Since the volume flow control valve 36 in accordance with the invention generates the required adjusting force for its flow restrictor 48, 54 less via a pressure drop than via the diversion of the inflowing coolant at a base part 54 serving as a diverting body, it is also suitable for application cases in which the pressure level and the volume flows are relatively low, e.g., in a coolant cycle 16 of an internal combustion engine 10. The volume flow control valve 36, which is arranged in the supply line to the electric machine 26 or the electronic component 28, can be put in a corresponding hose line (FIG. 2) or be an integral part of a cooling jacket 80 of the associated housing.

In the first embodiment (FIG. 2), a housing 40, 44 of the volume flow control valve 36 is divided for simpler manufacturing, whereby the parting line 46 between an upper housing part 40 and a lower housing part 44 runs approximately transverse to the adjusting direction of a flow restrictor 48, 54. The housing parts are tightly connected to each other, e.g., by adhesion or welding or by using a sealing ring by means of screws or the like. They each have a hose connection 42 and are expediently manufactured of plastic in an injection molding method.

The coolant flows from an inlet 76 in the upper housing part 40 in the flow direction 70 to an outlet 78 in the lower housing part 44. In doing so, it first hits the axially displaceable flow restrictor, which has a control cylinder 48 with the base part 54. On the inflow side, the control cylinder 48 has a collar 52 projecting radially outward, which is guided into the inlet 76 of the upper housing part 40 and on which an end of a spring 72 supports itself. The other end of the spring 72 is held in the upper housing part 40.

The base part 54 has a contour 56 projecting into the control cylinder 48, via which the coolant volume flow is diverted to control openings 50 arranged radially in the control cylinder 48. The contour 56 of the base part 54 is flush at its outflow side and approximately tangentially adjacent at the control openings 50 so that with completely opened control openings 50, the coolant flow is diverted with practically no loss. Due to the shape of the contour 56 and, if applicable, the shape of the inner wall of the control cylinder 48, the flow cross-section diminishes so that the speed increases with the same volume flow and a substantial adjusting force is generated with the diversion of the volume flow, which is approximately proportional to the square of the flow speed. With a constant volume flow, an equilibrium sets in between the adjusting force and the force of the spring 72. If the adjusting force increases with increasing volume flow, the flow restrictor 48, 54 is shifted against the force of the spring 72 into a housing-mounted guide cylinder 62, whereby the control openings 50 augmented by a control edge 60 on the upper edge of the guide cylinder 62 are covered over and reduced. The volume flow is reduced as a result so that is it kept approximately constant to the desired degree. To achieve this, the opening cross-section of the control openings 50 must change significantly when the adjusting force changes. This is achieved in an advantageous manner with a long spring 72, whose spring tension increases only insignificantly with a small adjusting path. Therefore, in order to keep the adjusting path small, the control openings are dimensioned to be small in the adjusting direction. In the case of a reducing volume flow, the spring 72 again adjusts the control cylinder 48 in the opening direction so that the flow cross-section of the control openings 50 increases again.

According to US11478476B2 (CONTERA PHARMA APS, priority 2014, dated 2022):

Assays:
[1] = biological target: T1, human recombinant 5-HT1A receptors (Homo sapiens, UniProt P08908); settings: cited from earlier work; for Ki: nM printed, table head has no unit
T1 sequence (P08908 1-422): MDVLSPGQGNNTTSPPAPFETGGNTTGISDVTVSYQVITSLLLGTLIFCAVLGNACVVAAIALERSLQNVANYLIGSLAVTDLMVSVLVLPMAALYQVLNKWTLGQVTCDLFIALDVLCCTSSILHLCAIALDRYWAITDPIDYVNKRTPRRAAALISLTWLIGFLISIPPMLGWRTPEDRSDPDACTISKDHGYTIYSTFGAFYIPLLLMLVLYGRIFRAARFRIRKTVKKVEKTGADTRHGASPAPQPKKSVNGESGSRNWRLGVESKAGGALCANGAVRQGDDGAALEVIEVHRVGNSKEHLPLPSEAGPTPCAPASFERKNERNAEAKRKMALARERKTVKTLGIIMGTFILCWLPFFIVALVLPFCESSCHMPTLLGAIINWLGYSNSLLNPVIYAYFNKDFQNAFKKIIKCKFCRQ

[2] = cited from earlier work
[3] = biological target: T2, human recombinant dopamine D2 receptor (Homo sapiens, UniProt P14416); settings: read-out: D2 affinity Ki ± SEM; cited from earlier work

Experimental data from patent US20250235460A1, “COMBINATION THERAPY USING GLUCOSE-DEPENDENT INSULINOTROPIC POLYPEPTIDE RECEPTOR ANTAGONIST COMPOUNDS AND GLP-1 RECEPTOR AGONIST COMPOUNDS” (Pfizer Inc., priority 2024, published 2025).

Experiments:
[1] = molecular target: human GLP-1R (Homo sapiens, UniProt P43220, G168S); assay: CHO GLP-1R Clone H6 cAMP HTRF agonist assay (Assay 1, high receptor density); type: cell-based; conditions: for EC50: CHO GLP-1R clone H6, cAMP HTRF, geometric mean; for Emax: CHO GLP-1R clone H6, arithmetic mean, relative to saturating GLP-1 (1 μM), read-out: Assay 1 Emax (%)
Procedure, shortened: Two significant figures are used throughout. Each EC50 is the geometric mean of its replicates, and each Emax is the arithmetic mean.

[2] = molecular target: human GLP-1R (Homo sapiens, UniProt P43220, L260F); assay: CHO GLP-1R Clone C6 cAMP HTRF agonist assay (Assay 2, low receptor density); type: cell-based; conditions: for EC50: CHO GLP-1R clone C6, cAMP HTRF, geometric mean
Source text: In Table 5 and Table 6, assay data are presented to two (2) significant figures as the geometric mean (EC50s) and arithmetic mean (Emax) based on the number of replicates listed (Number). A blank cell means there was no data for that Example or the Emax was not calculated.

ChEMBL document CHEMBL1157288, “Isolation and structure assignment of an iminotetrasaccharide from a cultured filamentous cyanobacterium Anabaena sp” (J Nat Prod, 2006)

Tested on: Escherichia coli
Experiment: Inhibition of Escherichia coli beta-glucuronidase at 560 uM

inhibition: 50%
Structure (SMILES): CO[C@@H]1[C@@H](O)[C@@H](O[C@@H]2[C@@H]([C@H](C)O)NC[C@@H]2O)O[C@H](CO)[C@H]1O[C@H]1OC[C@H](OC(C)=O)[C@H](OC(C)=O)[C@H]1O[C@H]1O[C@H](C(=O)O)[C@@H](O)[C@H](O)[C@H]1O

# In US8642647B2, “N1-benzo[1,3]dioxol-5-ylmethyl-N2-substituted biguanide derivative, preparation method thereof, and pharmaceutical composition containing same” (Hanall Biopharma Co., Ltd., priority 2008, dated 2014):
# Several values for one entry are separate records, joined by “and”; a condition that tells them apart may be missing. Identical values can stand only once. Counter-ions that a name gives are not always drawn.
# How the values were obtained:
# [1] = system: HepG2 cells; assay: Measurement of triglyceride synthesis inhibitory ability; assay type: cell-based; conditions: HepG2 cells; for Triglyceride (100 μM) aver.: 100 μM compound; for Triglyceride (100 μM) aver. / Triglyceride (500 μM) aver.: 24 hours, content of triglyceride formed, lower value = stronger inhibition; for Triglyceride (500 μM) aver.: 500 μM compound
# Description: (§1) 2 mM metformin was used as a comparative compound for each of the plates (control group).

In the design of the volume flow control valve 36 according to FIG. 2, the guide cylinder 62 is held in the lower housing part 44 by connecting pieces 64 and is surrounded by a ring gap 58. After passing through the control openings 50, the coolant flows through this [gap] to the outlet 78, which is arranged coaxially to the inlet 76. In the design shown in FIG. 3, the outlet 78 is transverse to the inlet 76 so that the ring gap 58 can be eliminated. A hose connection 42 is provided at the inlet 76.

The guide cylinder 62 forms a pressure compensation chamber 74 with the base part 54, and this chamber is connected to the inlet 76 on the one hand via a pressure compensation bore hole 66 and to the outlet 78 on the other hand via a pressure compensation bore hole 68. The pressure compensation bore holes 66 influence the pressure difference between the inlet 76 and the outlet 78, thereby providing an additional parameter for setting the volume flow.

Therefore, important degrees of freedom in dimensioning the volume flow control valve 36 are the shape of the base part 54 and the control openings 50, which have a slight extension in the movement direction of the flow restrictor, as well as the spring tension, which is determined by a flat characteristic curve, and the flow resistance of the volume flow control valve 36, which is influenced by the pressure compensation bore holes.